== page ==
April 12th, 2014: The last time I won a race.
I saw a fourth place finish in the 10k at the NCAA Outdoor Track Championships. I qualified for the indoor championship meet for the first time. I ran fast in small and big meets. I just never won.
I finished a total of 11 races in second and third-place during my senior year at Texas. Eight of those were runner-up finishes and many of those were outcomes that only a few seconds dictated. I was hungry and continually lost. I became more aggressive in races. I believed in myself more and more but just couldn’t close it out. I was mad and continued to drive for that blue ribbon but someone always wanted it more; someone that I wouldn’t even see later into the season. (Unless you’re Clayton Murphy¹).
What I was missing was that killer instinct. I was not standing on starting lines telling myself it was in the bag. That seems like a cocky statement but I know the runners who win over and over again believe that they are going to take the title on any given day. My confidence was growing throughout my senior year but I still fell back to wondering if I was going to win. It did not matter the size of the field or the event taking place. I believed in my fitness as a production for times but not as a closer for the victory. I thought of myself as elite but feared to stretch for anything outside of safe. I did not want to fail, I just wanted to protect myself.
November 1st, 2015: I end my drought. I won a race!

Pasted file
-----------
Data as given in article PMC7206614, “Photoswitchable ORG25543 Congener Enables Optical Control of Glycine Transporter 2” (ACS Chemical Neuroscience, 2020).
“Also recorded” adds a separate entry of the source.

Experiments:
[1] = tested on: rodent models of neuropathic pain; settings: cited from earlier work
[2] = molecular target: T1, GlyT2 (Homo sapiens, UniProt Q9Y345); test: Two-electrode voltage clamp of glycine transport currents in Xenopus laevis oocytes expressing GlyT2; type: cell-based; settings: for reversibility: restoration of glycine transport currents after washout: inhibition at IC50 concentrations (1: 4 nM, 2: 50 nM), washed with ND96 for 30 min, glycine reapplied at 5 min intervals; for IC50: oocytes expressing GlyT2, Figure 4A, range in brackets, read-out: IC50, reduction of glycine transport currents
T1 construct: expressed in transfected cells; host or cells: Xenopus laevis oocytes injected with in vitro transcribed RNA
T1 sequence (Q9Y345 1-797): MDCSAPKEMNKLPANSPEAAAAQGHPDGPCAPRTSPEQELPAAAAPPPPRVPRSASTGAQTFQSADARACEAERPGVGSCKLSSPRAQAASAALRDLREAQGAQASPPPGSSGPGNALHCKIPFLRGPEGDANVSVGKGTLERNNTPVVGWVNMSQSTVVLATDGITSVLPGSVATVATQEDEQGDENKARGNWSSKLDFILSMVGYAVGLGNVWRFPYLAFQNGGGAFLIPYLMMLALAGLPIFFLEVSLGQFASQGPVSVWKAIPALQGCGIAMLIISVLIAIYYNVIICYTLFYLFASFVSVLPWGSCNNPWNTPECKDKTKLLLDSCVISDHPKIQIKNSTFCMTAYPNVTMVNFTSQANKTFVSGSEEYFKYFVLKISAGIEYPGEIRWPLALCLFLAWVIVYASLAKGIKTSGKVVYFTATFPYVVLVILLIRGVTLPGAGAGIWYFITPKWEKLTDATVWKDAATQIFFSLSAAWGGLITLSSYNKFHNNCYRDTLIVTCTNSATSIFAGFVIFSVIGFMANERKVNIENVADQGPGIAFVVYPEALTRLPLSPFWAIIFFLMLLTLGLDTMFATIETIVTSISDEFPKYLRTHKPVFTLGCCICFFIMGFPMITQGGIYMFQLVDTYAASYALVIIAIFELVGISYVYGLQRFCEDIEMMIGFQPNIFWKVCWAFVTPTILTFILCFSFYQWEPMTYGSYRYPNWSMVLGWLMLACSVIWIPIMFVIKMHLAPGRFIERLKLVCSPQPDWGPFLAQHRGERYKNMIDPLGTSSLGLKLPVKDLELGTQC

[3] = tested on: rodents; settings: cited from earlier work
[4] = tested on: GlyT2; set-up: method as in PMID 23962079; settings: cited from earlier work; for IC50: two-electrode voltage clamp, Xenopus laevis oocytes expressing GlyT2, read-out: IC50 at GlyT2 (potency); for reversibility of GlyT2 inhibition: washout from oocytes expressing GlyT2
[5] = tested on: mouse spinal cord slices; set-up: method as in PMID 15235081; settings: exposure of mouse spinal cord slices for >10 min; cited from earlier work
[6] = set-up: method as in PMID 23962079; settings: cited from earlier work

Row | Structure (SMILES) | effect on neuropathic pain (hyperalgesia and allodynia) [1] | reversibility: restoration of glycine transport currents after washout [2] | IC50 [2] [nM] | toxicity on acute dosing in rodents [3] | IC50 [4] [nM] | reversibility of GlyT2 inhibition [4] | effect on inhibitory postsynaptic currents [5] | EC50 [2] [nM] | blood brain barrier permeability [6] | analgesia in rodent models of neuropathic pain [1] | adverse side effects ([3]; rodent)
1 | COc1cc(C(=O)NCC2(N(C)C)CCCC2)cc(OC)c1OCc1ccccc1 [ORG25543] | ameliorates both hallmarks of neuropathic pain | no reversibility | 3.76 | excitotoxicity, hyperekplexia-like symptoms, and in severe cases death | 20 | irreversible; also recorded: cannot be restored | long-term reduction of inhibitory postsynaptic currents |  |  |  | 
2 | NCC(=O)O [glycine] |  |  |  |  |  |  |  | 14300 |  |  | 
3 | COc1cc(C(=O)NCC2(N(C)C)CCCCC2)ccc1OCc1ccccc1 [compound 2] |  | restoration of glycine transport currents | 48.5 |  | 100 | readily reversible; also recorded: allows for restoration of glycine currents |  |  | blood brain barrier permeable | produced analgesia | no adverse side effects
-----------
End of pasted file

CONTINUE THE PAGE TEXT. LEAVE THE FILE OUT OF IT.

I spent the last month brooding over how embarrassing it was to come crawling across the line in St. Paul minutes behind guys I’ve run with before, my head hanging low. I held that over my head. People told me to ignore it and move on but sometimes I just like to rub something like that in my own face so I never forget how bad it felt. Unhealthy? Probably. But it worked! I never doubted myself for a second once the gun went off this past weekend. Part of it was probably the fact that it was a small Phoenix race being run on a very simple course allowing me to run relaxed but practice makes perfect and this was an opportunity to clean out my closet. I told myself that I was only going to be satisfied with a win. The field was no slouch either. Standing on the line with me was a 13:47 runner, Weston Strum (3:42 1500 wheels), my teammate Ryan Dohner, a 13:45 guy with the smoothest cadence you’ve ever witnessed, and Nick Hilton, a Team Run Flagstaff Pro coming off of a 1:03 half. So while the number of people touching their toes and hitting a GU pack before the gun went off was small in comparison of road races, this four man pack was loaded with talent. I think the thing that I am most excited about in terms of this win was that I lead the whole time. I held control. I wanted it that way. I wanted to come off the line and push myself through the monsters that have held me back for the last five years. Leading, making moves and sticking with them, only thinking about what I can control, my brain in general. These are all things that I was better at or better dealing with when I was 17 and it sucks to say the least!